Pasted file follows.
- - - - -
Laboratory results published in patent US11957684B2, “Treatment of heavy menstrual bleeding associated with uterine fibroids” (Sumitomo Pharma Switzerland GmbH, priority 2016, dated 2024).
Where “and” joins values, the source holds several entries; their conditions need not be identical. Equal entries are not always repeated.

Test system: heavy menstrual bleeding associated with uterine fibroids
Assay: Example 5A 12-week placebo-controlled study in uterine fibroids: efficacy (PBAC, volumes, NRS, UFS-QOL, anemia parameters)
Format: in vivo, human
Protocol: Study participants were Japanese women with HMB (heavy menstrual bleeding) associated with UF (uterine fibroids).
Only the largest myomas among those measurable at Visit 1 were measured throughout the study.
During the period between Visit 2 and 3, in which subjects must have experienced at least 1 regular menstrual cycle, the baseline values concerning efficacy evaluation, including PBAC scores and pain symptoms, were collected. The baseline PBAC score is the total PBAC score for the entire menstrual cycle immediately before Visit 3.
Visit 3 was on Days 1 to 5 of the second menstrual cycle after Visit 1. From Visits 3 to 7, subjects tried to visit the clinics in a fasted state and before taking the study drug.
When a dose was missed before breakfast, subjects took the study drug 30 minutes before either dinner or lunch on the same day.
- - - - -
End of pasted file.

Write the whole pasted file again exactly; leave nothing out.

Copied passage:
Laboratory results published in patent US11957684B2, “Treatment of heavy menstrual bleeding associated with uterine fibroids” (Sumitomo Pharma Switzerland GmbH, priority 2016, dated 2024).
Where “and” joins values, the source holds several entries; their conditions need not be identical. Equal entries are not always repeated.

Test system: heavy menstrual bleeding associated with uterine fibroids
Assay: Example 5A 12-week placebo-controlled study in uterine fibroids: efficacy (PBAC, volumes, NRS, UFS-QOL, anemia parameters)
Format: in vivo, human
Protocol: Study participants were Japanese women with HMB (heavy menstrual bleeding) associated with UF (uterine fibroids).
Only the largest myomas among those measurable at Visit 1 were measured throughout the study.
During the period between Visit 2 and 3, in which subjects must have experienced at least 1 regular menstrual cycle, the baseline values concerning efficacy evaluation, including PBAC scores and pain symptoms, were collected. The baseline PBAC score is the total PBAC score for the entire menstrual cycle immediately before Visit 3.
Visit 3 was on Days 1 to 5 of the second menstrual cycle after Visit 1. From Visits 3 to 7, subjects tried to visit the clinics in a fasted state and before taking the study drug.
When a dose was missed before breakfast, subjects took the study drug 30 minutes before either dinner or lunch on the same day.